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Arrests only serve to harden hearts

HONG KONG (SE): In a democracy the backing of public opinion should be sought through a nonviolent process, the project officer from the Justice and Peace Commission, Jackie Hung Ling-yu, told the Sunday Examiner.
 
Hung believes that the recent arrest of democracy advocates simply to silence their voices is a betrayal of this process on the part of the government.
 
Calling it a form of white terror, she commented that this should have no place in the public discussion.
 
Nine people who took part in a protest outside the Chinese Liaison Office in Wanchai on November 6 last year were arrested on April 27.
 
Although all were later released on bail, they are being charged with various offences, ranging from unauthorised assembly to inciting others to cause disorder in public.
 
Hung said it is not usual for the police to arrest people so soon after a protest and she believes the unaccustomed haste is an attempt by the Hong Kong government to put a chill down the spine of people organising protests for the July 1 anniversary of the handover of the territory from British to Chinese sovereignty.
 
This she sees as especially important this year, as it is the 20th anniversary of the historic event and the president of China, Xi Jinping, is scheduled to be in Hong Kong for a three-day visit, during which he will swear in the new chief executive, Carrie Lam Cheng Yuet-ngor.
 
Neither of these will be without controversy.
 
However, Hung believes that any attempt to silence protest voices is meaningless, as people have become accustomed to taking risks in order to express their discontent about various issues in society since the Umbrella Movement in 2014 and the violent clash with the police in Mongkok at the Lunar New Year in 2016.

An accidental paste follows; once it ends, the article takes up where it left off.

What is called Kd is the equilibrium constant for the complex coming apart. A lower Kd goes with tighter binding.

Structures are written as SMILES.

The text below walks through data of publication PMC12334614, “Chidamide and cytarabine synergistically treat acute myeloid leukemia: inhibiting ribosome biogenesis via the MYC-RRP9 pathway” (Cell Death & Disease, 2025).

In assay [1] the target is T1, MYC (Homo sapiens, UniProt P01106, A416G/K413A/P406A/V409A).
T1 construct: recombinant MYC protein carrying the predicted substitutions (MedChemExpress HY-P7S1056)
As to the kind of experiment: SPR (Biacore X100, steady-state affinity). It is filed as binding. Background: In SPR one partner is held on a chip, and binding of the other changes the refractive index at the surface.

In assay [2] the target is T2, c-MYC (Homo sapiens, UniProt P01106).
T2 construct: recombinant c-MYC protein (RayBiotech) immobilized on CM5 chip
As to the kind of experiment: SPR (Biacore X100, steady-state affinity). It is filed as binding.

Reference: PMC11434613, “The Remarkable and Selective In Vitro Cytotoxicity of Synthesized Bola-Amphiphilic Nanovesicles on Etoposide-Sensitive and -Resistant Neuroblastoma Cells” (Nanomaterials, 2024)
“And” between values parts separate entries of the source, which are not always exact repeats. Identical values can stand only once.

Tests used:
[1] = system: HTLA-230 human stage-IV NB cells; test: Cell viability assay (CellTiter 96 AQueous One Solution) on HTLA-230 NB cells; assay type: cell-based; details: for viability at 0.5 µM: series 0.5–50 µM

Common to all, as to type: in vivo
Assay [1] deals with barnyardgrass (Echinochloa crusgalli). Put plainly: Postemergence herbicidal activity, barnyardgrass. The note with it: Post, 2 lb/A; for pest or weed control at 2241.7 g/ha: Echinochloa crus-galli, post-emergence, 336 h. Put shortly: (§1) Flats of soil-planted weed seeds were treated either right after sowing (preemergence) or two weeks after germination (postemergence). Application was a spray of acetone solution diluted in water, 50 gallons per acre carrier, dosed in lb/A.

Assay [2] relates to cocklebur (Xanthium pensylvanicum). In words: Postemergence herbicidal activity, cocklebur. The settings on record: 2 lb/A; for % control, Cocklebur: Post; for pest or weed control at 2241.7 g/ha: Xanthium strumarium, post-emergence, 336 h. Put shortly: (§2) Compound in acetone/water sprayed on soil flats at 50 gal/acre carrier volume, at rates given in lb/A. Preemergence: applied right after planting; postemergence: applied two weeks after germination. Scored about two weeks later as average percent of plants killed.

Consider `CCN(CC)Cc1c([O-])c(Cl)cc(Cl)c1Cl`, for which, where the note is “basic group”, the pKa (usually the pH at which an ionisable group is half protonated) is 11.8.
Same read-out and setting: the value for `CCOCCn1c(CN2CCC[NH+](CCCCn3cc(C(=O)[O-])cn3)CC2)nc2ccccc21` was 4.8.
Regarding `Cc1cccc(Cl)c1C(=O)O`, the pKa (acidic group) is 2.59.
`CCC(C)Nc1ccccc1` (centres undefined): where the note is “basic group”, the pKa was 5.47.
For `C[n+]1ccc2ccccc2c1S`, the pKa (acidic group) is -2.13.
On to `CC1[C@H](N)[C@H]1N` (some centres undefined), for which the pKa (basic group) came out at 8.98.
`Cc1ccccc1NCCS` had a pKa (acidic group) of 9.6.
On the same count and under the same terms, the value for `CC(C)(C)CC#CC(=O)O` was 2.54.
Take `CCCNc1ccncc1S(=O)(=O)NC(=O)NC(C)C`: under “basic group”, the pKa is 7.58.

However, Hung said that she does not think the repressive tactics will be effective in the long run, as they do not solve any problems and people will continue to plan disruptive activities in the future.
 
She stressed the importance of struggling for democracy in non-violent ways, although she admitted that it is becoming increasingly difficult in the present political climate, as both the police and protesters are becoming more aggressive.
 
However, she emphasised that it is the peaceful protests that are able to win public support in the long run, especially if any violence that may occur can be shown to have originated with the police.
 
On the other hand, Hung pointed out that if protesters foment violence, then they are giving the government an excuse to crack down on them.
 
Hung commented in a reflection posted on the commission website on April 23 that the nonviolent strategy does not reflect cowardice, as it takes courage to remain calm under pressure and it is known that dictatorships welcome violent dissent, as it creates division, not only between the police and the people, but in the democratic camp itself.
 
The commission will launch a Chinese translation of a book called Thou Shall Not Kill on May 21.
 
It is written by the late Father Primo Mazzolari, an Italian priest who strongly pushed the line that there is no peace without justice and that peace can be achieved without violence.
 
The bishop of Hong Kong, John Cardinal Tong Hon, together with Father Maurizio Ghilardi, from of the diocese of Cremona in Italy, and PIME Father Franco Mella will also be present.
 
Pope Francis will visit the grave of Father Mazzolari, as well as that of another Italian priest who devoted his whole life to educating young people in the ways of peace and strongly opposing the militarisation of the Church and the state, Father Lorenzo Milani, on June 20, in the towns of Bozzolo and Bariana.
 
The visit will take place in a private and unofficial manner.

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